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Home > Places

Hot Rocks And Birchings

By Kristi Luik

3 August 2003

I have been living in Estonia for about ten years now. I came here, to the town of Tallinn, at the age of 21, drawn by the urge to escape a middle-class American life full of Starbucks, SUVs and genetically altered cabbages. After 10 years, Estonia and I have developed something of a love-hate relationship. Certain things I love: the dairy products that only stay fresh for a day or two; the flowing language with its long vowels and rolling rís; the cheap booze and the quiet yet forthright Estonians to drink it with. Other things I hate: misogynistic men (Estonia has a charming proverb that goes something like Ďif thereís a woman in the boat, the boat will sinkí); the belief that every illness, from dandruff to cancer, is caused by Ďdraftsí; and the omnipresent saunas.

I cannot emphasize enough what the sauna means to Estonian society. These people turn their noses up at a shower but will embrace with heartfelt love the idea of washing yourself in what is, essentially, a crematorium.

Most people associate saunas with red-cheeked, bare-assed, ice-hole-diving Finns; but Estonians have just as strong a self-steaming tradition as the Finns, if not stronger. Rural Estonians couldn't even begin to contemplate another way of
bathing. Honest, poor, country people have been bathing in saunas and birching themselves raw for hundreds of years, and there are public saunas dotted all around Tallinnís charming, cobble-stoned Old Town.

Itís really too bad they're all brothels.

Estonia has become a very hedonistic society. After the fall of the Soviet Union, the Estonians have embraced an 'anything goes' attitude. Chronic alcoholism is accepted with a chuckle. And since we don't have film or pop stars, our celebrities consist of the mafia. Open our society magazine ĎKroonikaí and splashed across the pages you'll see underworld figures cavorting around town. Drugs are winked about. Tax evasion is your national duty. And prostitution is indulged like a favorite child. Hence the brothels,

I wouldn't step foot in a public sauna here to save my life. They are dirty and seedy and always contain a stained leather couch that one wouldn't want to sit on without going over it with a blowtorch and wire wool. Luckily, I don't have to use the public saunas anymore. I have my own.

I bought an apartment here in Tallinn about a year ago. A mark of a swanky apartment here is that it contains a sauna. People take what should be a broom closet for storing the things you would prefer to hide from public view and put in electric saunas instead. It wasn't exactly a selling point for me but I loved the apartment. So I moved in and forgot that it existed.

I had just gotten out of a long-term relationship with an Estonian rock-star. If you, kind reader, are sniggering at this term you are right to do so. But thatís a whole different story.

I found a lover, my first in a long, long time. He was quite silly, with an intellect that rivaled my catís. He would wax on about the amazing healing powers of trance music and startle me with impromptu kung-fu moves. But he seemed like a good idea at the time. We acknowledged that we were attracted to each other and he called me one evening and invited himself over. "And why don't you heat up that sauna of yours, baby," he murmured. Unfortunately, he meant this literally. I was hoping to have time to shave my legs, do my make-up, etc, but instead I had drag out the litter-box, mops and logs for the fire-place that I never use, then try to figure out how to turn the damn thing on. He arrived, gave me a sexy look and a peck on the cheek, and then brushed past me to check the sauna. It was still room temperature. "I guess it just takes a little time to warm up," I shrugged. So we sat in my kitchen, drinking wine and trying to make conversation. I felt like whistling and drumming my fingers on the table.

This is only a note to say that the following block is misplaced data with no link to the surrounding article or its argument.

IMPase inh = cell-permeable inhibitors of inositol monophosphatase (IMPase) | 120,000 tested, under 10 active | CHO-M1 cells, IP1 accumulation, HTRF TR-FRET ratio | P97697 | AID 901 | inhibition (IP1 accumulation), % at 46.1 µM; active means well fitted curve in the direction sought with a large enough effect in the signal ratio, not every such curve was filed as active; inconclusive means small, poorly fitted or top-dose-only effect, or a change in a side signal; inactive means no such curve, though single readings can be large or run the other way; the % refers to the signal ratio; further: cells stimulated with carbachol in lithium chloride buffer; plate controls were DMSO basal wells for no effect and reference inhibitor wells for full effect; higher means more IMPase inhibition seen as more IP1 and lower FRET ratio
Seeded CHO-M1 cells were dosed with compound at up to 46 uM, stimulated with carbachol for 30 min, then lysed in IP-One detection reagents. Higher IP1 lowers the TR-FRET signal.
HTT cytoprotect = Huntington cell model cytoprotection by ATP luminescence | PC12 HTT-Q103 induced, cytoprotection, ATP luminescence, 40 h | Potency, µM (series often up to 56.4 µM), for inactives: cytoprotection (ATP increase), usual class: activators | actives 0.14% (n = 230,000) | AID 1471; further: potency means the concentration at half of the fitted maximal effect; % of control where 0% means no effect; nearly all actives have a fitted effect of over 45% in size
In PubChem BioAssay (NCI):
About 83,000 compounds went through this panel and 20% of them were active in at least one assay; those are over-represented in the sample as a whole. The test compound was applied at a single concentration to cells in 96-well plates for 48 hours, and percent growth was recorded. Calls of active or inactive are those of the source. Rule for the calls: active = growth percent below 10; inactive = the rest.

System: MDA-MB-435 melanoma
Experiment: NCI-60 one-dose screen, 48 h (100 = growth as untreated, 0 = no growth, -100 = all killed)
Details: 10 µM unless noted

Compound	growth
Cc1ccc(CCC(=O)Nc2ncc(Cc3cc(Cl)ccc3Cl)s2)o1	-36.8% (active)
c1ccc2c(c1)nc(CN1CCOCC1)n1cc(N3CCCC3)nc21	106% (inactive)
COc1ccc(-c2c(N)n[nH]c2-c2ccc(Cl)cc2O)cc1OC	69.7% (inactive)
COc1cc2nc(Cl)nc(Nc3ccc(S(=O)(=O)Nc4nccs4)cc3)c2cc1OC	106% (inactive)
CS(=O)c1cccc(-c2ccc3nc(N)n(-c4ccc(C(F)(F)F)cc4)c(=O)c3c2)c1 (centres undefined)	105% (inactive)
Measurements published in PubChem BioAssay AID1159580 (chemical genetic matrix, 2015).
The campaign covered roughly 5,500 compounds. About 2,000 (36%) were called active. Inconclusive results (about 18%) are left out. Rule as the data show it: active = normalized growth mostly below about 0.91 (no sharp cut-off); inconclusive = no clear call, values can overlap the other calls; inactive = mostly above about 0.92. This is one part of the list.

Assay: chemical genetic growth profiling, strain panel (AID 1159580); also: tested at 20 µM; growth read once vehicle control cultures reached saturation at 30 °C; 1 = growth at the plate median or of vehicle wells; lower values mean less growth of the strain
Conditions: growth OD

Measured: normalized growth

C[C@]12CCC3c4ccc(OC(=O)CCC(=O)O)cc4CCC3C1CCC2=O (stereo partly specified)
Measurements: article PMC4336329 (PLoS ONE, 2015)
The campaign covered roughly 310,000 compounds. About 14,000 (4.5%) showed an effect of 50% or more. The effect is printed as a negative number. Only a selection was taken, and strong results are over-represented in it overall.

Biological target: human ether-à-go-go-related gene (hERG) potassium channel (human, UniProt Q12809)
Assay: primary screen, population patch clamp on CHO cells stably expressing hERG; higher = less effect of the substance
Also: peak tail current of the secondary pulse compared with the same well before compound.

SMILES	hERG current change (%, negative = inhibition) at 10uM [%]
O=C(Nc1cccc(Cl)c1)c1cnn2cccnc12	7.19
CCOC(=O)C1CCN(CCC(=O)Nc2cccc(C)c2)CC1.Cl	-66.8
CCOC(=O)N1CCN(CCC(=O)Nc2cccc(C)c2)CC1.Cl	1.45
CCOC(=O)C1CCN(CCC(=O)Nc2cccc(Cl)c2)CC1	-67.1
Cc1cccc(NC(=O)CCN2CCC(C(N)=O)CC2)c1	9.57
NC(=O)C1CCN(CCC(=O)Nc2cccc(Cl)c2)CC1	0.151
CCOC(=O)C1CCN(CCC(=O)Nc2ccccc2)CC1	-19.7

Frankly, for me, the idea of having sex in a sauna is even worse than sitting in a sauna. You can't stretch out, itís HOT and if you make the wrong move, you might be rushed to the hospital with third-degree burns in a sensitive area. But he seemed very keen, so we waited a couple of hours. It never did warm up. Instead, he put on some trance music and we made do with the bed. He left early in the morning with another peck on the cheek and some stern advice to get my sauna fixed.

I never did. Is there such a thing as a sauna repairman? It was just too much of a bother. He came over two more times and the scenario repeated itself. When he left after the last tryst with a look of deep disappointment on his face, I knew it was over.

The sauna is said to be in the hearts and souls of Estonians. I guess itís in another place as well. I'm now considering having mine taken out and putting in a hot tub instead. I'm still an American at heart, I suppose.

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